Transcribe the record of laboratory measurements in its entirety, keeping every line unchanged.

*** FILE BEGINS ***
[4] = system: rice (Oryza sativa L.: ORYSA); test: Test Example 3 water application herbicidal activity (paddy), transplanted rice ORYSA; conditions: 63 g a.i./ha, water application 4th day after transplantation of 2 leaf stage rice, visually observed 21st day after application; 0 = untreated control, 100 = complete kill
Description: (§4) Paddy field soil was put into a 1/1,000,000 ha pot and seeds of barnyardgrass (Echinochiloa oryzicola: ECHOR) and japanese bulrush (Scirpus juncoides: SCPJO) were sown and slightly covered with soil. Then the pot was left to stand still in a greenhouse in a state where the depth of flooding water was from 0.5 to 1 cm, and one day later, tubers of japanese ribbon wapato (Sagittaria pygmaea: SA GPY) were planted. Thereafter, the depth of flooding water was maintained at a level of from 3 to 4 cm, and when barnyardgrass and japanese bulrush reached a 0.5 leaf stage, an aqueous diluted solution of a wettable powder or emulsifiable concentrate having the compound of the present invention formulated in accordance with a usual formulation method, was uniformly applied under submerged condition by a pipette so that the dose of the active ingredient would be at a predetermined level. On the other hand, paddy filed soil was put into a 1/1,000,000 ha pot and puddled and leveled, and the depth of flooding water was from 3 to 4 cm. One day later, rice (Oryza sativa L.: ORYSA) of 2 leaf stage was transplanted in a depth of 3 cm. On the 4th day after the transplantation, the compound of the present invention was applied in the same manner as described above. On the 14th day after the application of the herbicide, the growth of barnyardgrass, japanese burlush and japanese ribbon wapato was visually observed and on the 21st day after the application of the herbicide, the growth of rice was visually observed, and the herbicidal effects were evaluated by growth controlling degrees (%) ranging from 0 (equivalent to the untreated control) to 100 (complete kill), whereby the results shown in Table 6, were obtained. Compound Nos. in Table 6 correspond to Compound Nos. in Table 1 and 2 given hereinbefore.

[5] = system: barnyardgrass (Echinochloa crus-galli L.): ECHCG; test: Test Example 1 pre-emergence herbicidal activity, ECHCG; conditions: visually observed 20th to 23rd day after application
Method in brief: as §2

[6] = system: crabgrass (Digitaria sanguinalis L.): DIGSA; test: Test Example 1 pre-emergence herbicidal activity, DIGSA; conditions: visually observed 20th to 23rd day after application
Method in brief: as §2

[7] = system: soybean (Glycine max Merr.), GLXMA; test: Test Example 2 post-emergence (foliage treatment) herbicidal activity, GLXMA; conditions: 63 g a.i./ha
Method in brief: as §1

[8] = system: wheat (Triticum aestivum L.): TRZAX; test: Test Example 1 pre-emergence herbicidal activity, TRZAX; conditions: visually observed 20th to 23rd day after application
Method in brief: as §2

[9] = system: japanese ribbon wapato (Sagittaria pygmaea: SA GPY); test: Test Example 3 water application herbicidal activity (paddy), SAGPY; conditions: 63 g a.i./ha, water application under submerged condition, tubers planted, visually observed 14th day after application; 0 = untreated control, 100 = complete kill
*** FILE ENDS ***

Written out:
[4] = system: rice (Oryza sativa L.: ORYSA); test: Test Example 3 water application herbicidal activity (paddy), transplanted rice ORYSA; conditions: 63 g a.i./ha, water application 4th day after transplantation of 2 leaf stage rice, visually observed 21st day after application; 0 = untreated control, 100 = complete kill
Description: (§4) Paddy field soil was put into a 1/1,000,000 ha pot and seeds of barnyardgrass (Echinochiloa oryzicola: ECHOR) and japanese bulrush (Scirpus juncoides: SCPJO) were sown and slightly covered with soil. Then the pot was left to stand still in a greenhouse in a state where the depth of flooding water was from 0.5 to 1 cm, and one day later, tubers of japanese ribbon wapato (Sagittaria pygmaea: SA GPY) were planted. Thereafter, the depth of flooding water was maintained at a level of from 3 to 4 cm, and when barnyardgrass and japanese bulrush reached a 0.5 leaf stage, an aqueous diluted solution of a wettable powder or emulsifiable concentrate having the compound of the present invention formulated in accordance with a usual formulation method, was uniformly applied under submerged condition by a pipette so that the dose of the active ingredient would be at a predetermined level. On the other hand, paddy filed soil was put into a 1/1,000,000 ha pot and puddled and leveled, and the depth of flooding water was from 3 to 4 cm. One day later, rice (Oryza sativa L.: ORYSA) of 2 leaf stage was transplanted in a depth of 3 cm. On the 4th day after the transplantation, the compound of the present invention was applied in the same manner as described above. On the 14th day after the application of the herbicide, the growth of barnyardgrass, japanese burlush and japanese ribbon wapato was visually observed and on the 21st day after the application of the herbicide, the growth of rice was visually observed, and the herbicidal effects were evaluated by growth controlling degrees (%) ranging from 0 (equivalent to the untreated control) to 100 (complete kill), whereby the results shown in Table 6, were obtained. Compound Nos. in Table 6 correspond to Compound Nos. in Table 1 and 2 given hereinbefore.

[5] = system: barnyardgrass (Echinochloa crus-galli L.): ECHCG; test: Test Example 1 pre-emergence herbicidal activity, ECHCG; conditions: visually observed 20th to 23rd day after application
Method in brief: as §2

[6] = system: crabgrass (Digitaria sanguinalis L.): DIGSA; test: Test Example 1 pre-emergence herbicidal activity, DIGSA; conditions: visually observed 20th to 23rd day after application
Method in brief: as §2

[7] = system: soybean (Glycine max Merr.), GLXMA; test: Test Example 2 post-emergence (foliage treatment) herbicidal activity, GLXMA; conditions: 63 g a.i./ha
Method in brief: as §1

[8] = system: wheat (Triticum aestivum L.): TRZAX; test: Test Example 1 pre-emergence herbicidal activity, TRZAX; conditions: visually observed 20th to 23rd day after application
Method in brief: as §2

[9] = system: japanese ribbon wapato (Sagittaria pygmaea: SA GPY); test: Test Example 3 water application herbicidal activity (paddy), SAGPY; conditions: 63 g a.i./ha, water application under submerged condition, tubers planted, visually observed 14th day after application; 0 = untreated control, 100 = complete kill